Three lithographs from 1857

Male nudes from Bernard Romain Julien’s 1857 Cours de Dessin, showing students how to draw figures from life; inexpensive paperback versions of Romain Julien’s instruction books are still available in the US, and seem to be popular; they also stand alone as compendia of the artist’s work, which was especially focused on portraits, bringing his searching gaze to faces.

Three pages from the Cours de Dessin, as encountered recently by Joel Nevis Y Flores and Jusquifabio NevisyFlores at the Museo Nacional de Bellas Artes in Santiago, Chile (more on J&J and their holiday in Santiago below, but it’s already significant that the two men are married — in the US, on 4/28/12).

Joel took photographs of the three pages in the museum’s exhibition and posted his photos on Facebook. I’ve processed those pictures using Apple’s Photos software, cleaning them up and introducing some variety in their tinting:

(#1) Lithograph #84: sitting nude (on a posing block), gaze averted; thick body, enormously muscular arms (and calves)

(#2) Lithograph #93: reclining nude, back to the viewer; focus on his broad shoulders and muscular thigh

(#3) Lithograph #98: standing, rear view; well-proportioned, leanly muscled, focus on his buttocks

The faces are important in all three drawings.

Realistic figurative art of the male nude — not presenting an ideal athlete, an ideal martial or otherwise heroic figure, or a body viewed as a pleasing arrangement of aesthetically perfect parts; but instead offering a view of actual carnal beings. Admittedly, good-looking men carefully posed, but these are men who sweat (even if you don’t see it in the artwork), and will get cramps in those muscles if you make them hold those poses too long.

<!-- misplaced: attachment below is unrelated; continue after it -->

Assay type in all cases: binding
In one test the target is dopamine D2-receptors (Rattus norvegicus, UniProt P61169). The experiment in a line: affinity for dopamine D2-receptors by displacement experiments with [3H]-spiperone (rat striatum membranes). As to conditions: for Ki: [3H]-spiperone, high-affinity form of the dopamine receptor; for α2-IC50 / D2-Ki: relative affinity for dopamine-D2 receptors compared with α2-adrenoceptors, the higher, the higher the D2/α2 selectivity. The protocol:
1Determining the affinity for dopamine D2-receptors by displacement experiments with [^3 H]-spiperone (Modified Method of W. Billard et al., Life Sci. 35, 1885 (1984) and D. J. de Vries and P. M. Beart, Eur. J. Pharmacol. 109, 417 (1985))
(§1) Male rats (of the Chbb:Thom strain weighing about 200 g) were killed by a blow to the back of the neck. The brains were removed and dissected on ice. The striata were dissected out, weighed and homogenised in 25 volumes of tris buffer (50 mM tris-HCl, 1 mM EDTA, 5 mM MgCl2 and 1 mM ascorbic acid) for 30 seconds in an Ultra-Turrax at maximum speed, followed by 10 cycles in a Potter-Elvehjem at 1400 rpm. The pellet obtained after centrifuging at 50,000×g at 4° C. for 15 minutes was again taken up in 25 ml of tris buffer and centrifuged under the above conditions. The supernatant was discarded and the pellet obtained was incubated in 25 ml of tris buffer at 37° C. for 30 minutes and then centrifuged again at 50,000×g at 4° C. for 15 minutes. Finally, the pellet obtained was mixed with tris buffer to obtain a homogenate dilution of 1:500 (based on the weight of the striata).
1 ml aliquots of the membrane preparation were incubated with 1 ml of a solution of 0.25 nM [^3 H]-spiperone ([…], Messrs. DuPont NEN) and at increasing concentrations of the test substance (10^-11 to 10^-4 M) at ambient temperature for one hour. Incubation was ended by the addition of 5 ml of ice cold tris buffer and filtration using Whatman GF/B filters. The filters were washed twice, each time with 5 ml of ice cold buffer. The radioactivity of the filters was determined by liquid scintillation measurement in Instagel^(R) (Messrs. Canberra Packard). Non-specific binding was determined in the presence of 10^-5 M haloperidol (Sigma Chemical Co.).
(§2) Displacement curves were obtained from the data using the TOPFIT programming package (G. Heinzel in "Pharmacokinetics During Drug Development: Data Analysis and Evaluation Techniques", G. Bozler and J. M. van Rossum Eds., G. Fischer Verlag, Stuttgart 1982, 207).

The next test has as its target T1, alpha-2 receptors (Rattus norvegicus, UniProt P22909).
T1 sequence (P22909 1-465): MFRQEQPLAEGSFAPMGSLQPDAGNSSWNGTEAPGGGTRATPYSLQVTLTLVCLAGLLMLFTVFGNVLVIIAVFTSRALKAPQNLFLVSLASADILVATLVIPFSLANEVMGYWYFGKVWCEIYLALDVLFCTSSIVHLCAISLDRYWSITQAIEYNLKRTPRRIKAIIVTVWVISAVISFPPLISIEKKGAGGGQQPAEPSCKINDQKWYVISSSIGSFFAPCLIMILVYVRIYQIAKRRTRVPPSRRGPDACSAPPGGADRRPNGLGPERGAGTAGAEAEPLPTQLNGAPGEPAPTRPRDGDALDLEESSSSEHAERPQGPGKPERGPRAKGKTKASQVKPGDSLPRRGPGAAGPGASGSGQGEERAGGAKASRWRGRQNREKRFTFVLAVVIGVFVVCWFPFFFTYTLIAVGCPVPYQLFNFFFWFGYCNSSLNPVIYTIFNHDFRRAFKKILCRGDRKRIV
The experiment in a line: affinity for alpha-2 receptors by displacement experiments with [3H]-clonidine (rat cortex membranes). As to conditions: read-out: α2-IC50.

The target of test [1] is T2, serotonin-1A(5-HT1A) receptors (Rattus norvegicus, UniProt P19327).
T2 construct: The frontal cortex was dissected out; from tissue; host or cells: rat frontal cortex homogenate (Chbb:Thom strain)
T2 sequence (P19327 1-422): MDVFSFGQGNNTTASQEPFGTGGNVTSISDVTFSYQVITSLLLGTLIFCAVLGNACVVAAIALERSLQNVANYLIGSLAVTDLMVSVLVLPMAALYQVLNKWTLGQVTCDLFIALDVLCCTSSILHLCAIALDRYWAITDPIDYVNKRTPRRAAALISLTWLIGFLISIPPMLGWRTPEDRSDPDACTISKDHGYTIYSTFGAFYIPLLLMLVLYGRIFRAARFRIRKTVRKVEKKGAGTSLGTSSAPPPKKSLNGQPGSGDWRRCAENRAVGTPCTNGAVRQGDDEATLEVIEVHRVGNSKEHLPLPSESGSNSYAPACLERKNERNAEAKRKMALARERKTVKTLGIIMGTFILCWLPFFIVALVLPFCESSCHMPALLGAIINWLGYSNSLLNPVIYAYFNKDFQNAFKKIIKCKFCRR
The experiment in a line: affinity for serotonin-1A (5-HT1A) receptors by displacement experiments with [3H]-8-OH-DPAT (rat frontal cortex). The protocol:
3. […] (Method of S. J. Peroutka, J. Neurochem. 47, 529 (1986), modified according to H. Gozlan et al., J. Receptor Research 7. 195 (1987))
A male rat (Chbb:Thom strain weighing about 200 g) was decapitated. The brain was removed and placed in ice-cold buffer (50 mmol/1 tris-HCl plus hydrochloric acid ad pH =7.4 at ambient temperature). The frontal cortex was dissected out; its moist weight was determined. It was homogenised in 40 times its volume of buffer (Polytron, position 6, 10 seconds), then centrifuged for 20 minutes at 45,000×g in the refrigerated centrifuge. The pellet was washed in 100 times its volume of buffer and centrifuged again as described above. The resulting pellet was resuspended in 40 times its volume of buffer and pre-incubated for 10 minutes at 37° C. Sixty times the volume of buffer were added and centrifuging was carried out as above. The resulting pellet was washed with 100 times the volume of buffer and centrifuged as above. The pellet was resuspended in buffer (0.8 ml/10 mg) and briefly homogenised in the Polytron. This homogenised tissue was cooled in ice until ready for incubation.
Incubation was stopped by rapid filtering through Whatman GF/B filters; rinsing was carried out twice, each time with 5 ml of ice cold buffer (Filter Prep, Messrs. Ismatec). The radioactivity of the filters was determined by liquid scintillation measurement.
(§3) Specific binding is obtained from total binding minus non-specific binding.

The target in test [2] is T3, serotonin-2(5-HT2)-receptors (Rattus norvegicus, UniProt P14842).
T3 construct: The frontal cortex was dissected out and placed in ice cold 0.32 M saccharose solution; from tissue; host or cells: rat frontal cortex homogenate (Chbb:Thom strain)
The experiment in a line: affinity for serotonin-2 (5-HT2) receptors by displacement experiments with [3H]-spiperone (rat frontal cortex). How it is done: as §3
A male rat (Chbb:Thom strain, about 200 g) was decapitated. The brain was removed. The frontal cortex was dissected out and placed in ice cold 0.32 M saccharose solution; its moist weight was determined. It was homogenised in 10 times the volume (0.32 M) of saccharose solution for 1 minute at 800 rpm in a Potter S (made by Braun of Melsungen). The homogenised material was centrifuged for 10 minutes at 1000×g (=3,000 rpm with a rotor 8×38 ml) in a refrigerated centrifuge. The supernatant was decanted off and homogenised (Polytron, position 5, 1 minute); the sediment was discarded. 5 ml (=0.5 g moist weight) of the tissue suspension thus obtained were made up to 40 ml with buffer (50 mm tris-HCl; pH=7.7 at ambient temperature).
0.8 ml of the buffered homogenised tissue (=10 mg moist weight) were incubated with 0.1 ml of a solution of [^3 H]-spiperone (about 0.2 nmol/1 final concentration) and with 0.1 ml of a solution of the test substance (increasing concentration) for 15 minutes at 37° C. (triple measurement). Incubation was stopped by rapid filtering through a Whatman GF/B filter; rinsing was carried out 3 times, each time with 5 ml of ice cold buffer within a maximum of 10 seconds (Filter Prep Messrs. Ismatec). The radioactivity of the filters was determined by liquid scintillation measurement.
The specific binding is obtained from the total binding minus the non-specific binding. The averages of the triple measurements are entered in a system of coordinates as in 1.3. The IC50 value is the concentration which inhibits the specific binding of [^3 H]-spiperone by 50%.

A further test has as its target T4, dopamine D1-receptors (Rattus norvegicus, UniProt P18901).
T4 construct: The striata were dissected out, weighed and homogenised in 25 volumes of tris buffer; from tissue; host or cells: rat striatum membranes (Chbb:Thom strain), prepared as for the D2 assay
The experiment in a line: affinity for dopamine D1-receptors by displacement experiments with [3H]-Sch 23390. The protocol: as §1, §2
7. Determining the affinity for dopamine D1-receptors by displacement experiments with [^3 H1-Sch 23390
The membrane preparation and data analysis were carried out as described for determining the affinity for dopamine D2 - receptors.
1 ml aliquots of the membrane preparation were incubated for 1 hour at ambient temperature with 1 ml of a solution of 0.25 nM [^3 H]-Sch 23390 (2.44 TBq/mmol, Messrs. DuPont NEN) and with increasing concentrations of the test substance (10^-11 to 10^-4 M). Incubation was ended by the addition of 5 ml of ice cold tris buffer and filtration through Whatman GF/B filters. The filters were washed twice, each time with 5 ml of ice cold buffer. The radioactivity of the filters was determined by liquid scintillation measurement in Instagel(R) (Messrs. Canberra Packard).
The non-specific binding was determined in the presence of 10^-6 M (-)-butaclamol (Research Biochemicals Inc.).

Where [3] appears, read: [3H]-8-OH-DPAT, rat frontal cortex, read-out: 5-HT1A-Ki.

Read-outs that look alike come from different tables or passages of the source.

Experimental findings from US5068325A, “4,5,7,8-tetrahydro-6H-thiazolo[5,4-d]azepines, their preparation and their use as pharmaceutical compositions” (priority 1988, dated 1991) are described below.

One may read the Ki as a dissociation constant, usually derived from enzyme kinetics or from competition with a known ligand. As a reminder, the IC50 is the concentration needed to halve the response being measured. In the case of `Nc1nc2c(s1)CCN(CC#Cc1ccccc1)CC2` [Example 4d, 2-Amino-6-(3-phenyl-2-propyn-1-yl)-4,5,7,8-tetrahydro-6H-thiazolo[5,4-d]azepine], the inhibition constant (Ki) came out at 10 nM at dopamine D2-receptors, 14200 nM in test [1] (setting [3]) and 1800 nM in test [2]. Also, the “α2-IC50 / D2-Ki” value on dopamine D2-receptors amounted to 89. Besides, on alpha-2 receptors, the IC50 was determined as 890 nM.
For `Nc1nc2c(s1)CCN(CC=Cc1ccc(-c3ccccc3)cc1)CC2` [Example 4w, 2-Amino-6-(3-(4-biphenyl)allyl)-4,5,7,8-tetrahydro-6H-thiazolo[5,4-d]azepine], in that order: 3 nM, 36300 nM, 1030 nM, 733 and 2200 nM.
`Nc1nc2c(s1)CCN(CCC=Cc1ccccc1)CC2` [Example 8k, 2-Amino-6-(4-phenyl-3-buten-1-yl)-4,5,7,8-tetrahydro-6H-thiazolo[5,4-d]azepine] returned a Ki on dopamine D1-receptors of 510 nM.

Consequently, if you look at these lithographs with a gay eye and an open mind — as I do, and as the husbands J&J do — you will see homoerotic art.

[Digression. Not (necessarily) intended as homoerotic art (I haven’t a clue about Romain Julien’s intentions, since I have no information about his personal life or his attitudes towards his art). Even if intended as homoerotic art, certainly not intended only as homoerotic art; even the crassest visual-art masturbation fodder comes with a style, a tone, and an attitude, each creator impressing the work with their individual take on things — while for most work with a homoerotic edge to it, that’s just one element of a complex whole. Once you’ve seen the homoerotic element in, say, John Singer Sargent, it would be just nuts to reduce all of his work to an expression of his sexual desire for men (and an imaginative identification with women, blah, blah).

But if you’re a gay man, you bring your own history, feelings, and attitudes to bear on what you see, and if what you see is a realistic presentation of a (mostly) unclothed male body, you get a ping from recollections of your experiences with such bodies or a ping from alertness to such bodies as objects of desire (or both). For you, what you see is homoerotic.